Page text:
David Rudolph's primary aim is to demonstrate that scholars overstate their case when they maintain that 1 Cor 9:19-23 is incompatible with a Torah-observant Paul. A secondary aim is to show how one might understand 1 Cor 9:19-23 as the discourse of a Jew who remained within the bounds of pluriform Second Temple Judaism. Part I addresses the intertextual, contextual and textual case for the traditional reading of 1 Cor 9:19-23. Weaknesses are pointed out and alternative approaches are considered. The exegetical case in Part II centres on interpreting 1 Cor 9:19-23 in light of Paul's recapitulation in 1 Cor 10:32-11:1, which concludes with the statement, "Be imitators of me, as I am of Christ".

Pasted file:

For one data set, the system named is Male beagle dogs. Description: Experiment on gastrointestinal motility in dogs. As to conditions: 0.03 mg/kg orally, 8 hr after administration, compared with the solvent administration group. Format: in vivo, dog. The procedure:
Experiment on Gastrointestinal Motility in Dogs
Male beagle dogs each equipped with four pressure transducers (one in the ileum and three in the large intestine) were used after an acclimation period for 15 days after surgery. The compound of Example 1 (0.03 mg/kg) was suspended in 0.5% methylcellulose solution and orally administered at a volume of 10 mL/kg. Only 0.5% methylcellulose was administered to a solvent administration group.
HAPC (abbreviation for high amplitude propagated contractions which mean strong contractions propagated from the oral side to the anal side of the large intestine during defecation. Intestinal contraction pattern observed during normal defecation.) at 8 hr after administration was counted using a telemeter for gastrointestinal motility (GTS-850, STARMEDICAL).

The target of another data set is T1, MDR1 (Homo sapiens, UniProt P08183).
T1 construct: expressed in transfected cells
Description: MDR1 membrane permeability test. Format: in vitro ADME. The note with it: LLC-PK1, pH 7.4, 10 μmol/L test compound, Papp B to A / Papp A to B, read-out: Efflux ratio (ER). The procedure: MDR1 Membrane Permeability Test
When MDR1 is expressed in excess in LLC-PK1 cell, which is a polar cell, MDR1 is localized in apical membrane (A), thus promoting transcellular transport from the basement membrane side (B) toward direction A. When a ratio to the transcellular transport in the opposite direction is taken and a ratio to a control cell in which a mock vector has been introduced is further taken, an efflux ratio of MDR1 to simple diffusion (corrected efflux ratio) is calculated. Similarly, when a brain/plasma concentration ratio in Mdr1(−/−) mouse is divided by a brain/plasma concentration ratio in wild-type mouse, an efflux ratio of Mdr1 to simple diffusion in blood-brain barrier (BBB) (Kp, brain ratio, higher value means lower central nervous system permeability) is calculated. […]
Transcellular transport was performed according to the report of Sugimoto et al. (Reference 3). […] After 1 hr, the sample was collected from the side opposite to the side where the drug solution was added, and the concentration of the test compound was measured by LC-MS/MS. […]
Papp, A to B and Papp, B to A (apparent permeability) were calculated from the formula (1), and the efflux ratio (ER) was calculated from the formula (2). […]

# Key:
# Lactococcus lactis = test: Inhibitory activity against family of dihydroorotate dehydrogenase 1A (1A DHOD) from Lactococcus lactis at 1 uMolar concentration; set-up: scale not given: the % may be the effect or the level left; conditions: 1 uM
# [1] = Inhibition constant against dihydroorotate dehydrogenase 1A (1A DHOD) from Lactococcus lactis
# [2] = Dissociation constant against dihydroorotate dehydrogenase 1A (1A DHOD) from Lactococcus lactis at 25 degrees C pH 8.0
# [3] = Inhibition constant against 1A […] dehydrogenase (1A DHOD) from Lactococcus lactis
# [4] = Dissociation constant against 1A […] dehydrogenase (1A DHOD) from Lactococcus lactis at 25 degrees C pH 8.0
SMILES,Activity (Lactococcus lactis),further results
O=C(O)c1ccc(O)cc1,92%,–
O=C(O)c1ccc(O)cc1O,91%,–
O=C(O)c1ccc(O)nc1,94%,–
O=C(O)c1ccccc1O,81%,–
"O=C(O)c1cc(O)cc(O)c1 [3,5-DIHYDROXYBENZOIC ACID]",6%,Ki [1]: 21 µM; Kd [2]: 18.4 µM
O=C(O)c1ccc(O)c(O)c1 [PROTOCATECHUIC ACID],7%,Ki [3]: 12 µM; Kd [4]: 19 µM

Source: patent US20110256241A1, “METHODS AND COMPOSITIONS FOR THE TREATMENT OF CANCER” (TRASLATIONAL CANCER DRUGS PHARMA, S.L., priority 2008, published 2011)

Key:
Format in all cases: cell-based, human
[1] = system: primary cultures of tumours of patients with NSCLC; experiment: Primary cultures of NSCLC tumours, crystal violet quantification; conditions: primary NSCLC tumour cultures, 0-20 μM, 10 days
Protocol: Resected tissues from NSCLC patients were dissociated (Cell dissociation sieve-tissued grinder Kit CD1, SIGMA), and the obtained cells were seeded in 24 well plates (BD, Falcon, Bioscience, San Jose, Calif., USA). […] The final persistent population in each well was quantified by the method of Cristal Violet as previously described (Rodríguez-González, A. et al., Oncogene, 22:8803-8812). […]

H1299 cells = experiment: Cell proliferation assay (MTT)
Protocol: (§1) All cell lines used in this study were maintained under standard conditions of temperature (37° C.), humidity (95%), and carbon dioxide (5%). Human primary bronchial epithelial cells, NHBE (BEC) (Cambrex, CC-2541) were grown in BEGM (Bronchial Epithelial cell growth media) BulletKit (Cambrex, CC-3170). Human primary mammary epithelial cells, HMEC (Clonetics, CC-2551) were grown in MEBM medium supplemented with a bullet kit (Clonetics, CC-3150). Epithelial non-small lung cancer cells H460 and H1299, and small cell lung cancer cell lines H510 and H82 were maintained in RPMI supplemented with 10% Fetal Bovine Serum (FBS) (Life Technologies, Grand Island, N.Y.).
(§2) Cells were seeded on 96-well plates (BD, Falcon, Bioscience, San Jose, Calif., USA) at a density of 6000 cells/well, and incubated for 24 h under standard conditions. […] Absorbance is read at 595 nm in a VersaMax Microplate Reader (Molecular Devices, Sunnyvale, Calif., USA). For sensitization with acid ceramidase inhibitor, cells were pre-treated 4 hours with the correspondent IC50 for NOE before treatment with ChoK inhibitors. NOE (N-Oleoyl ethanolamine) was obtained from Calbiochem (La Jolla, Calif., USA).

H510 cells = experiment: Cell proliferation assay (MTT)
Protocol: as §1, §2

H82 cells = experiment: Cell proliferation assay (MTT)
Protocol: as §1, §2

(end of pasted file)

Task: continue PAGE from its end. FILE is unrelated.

Given the food-related and hospitality context of 1 Cor 8-10, and Paul's reference to dominical sayings that point back to Jesus' example and rule of adaptation, it is argued that 1 Cor 9:19-23 reflects Paul's imitation of Jesus' accommodation-oriented table-fellowship with all. As Jesus became all things to all people through eating with ordinary Jews, Pharisees and sinners, Paul became "all things to all people" through eating with ordinary Jews, strict Jews (those "under the law") and Gentile sinners. This Cambridge University dissertation won the 2007 Franz Delitzsch Prize from the Freie Theologische Akademie.
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